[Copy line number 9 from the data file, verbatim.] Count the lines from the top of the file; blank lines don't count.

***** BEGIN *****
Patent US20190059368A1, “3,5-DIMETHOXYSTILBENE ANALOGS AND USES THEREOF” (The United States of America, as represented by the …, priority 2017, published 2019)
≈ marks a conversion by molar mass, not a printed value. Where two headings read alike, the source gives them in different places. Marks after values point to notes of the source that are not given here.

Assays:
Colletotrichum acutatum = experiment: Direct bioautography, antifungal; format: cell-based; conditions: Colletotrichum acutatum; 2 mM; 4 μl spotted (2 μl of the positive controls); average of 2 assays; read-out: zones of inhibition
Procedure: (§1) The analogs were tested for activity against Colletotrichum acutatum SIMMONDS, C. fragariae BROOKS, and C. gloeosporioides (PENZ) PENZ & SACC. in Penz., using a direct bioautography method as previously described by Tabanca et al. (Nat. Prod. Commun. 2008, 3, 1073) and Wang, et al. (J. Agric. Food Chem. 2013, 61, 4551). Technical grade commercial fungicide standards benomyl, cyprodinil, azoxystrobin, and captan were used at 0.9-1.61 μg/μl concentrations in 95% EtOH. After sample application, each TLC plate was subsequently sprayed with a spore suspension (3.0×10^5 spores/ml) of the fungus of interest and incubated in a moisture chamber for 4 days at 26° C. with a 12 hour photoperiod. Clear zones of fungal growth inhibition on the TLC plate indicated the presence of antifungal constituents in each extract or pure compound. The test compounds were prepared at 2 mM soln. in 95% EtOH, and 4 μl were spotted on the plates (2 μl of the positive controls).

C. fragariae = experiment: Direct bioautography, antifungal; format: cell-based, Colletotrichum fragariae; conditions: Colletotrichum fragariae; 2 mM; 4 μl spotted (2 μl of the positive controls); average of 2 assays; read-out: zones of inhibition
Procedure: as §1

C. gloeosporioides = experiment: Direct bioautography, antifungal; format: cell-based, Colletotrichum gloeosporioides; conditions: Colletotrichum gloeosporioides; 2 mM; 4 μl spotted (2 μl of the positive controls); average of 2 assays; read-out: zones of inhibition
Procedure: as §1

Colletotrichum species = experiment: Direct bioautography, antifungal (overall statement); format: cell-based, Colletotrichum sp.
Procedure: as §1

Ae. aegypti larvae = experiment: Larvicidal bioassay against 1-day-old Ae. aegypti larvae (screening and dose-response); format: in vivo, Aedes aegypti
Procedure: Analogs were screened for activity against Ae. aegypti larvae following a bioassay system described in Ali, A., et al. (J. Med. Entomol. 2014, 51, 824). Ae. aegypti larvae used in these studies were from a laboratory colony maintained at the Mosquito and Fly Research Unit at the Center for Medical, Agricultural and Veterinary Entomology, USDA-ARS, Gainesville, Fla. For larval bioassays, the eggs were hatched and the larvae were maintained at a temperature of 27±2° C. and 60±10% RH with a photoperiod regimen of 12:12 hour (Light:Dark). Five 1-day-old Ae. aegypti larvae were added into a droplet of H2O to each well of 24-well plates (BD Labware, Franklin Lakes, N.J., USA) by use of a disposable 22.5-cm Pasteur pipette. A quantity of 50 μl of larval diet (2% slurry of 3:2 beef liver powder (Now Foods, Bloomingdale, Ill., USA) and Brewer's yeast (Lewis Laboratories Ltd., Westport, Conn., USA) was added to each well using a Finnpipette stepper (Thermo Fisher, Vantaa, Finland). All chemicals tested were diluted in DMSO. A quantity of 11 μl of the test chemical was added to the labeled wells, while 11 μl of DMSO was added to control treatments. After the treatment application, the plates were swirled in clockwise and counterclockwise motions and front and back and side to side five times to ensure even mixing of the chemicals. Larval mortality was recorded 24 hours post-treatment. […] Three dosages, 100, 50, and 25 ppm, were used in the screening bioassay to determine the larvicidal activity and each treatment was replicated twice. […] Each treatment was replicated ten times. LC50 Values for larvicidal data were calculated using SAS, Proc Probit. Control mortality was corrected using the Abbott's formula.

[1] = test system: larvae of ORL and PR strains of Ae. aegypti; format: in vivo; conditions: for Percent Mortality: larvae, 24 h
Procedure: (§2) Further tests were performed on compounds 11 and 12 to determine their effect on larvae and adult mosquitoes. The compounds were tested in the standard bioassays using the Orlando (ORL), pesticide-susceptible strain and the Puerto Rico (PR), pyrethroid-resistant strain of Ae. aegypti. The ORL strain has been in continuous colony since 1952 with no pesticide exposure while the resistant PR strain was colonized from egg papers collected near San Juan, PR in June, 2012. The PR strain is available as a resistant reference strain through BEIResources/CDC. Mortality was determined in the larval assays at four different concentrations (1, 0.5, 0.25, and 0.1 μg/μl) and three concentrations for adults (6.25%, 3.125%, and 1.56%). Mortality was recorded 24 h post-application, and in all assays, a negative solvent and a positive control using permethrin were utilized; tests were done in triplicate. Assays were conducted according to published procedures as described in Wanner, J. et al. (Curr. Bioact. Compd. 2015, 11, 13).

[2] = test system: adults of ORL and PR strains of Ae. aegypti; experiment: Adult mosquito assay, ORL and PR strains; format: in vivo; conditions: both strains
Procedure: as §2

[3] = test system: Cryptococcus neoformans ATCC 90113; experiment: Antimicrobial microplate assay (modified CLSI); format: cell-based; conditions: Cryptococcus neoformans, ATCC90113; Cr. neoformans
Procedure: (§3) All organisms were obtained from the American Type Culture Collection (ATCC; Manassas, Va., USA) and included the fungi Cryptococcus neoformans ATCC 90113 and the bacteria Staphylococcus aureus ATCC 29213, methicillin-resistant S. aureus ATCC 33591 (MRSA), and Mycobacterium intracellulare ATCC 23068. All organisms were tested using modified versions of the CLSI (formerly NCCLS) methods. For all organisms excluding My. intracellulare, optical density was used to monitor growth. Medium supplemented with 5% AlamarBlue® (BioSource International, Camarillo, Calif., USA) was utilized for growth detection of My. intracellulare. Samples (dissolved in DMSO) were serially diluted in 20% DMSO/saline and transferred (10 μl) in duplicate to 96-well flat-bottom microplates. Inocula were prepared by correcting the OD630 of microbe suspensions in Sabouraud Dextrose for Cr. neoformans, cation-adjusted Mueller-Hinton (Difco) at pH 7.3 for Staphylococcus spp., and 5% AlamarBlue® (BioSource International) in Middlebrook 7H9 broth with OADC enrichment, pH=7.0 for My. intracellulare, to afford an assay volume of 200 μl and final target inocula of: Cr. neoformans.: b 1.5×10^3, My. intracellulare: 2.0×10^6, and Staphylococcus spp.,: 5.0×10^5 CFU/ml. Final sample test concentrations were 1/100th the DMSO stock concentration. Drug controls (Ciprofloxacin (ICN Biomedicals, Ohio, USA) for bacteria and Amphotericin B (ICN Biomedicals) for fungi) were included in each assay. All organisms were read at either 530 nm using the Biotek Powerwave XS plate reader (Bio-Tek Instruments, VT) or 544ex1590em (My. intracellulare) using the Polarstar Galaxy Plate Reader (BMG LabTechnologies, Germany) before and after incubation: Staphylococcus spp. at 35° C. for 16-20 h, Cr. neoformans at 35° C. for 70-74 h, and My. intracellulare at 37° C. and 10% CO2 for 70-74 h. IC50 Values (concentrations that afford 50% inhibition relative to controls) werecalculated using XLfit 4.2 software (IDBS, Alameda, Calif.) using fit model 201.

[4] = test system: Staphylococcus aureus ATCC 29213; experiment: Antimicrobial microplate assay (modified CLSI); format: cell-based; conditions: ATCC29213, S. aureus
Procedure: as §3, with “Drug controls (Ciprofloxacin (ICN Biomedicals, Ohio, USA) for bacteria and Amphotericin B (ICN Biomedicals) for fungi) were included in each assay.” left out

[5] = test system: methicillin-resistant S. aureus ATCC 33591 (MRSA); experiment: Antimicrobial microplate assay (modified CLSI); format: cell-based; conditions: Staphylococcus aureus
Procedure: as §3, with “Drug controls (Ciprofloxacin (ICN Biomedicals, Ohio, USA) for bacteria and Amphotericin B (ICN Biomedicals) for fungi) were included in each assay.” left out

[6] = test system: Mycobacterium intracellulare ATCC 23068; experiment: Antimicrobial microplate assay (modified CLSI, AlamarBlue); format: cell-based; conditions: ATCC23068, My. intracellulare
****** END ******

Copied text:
Procedure: as §1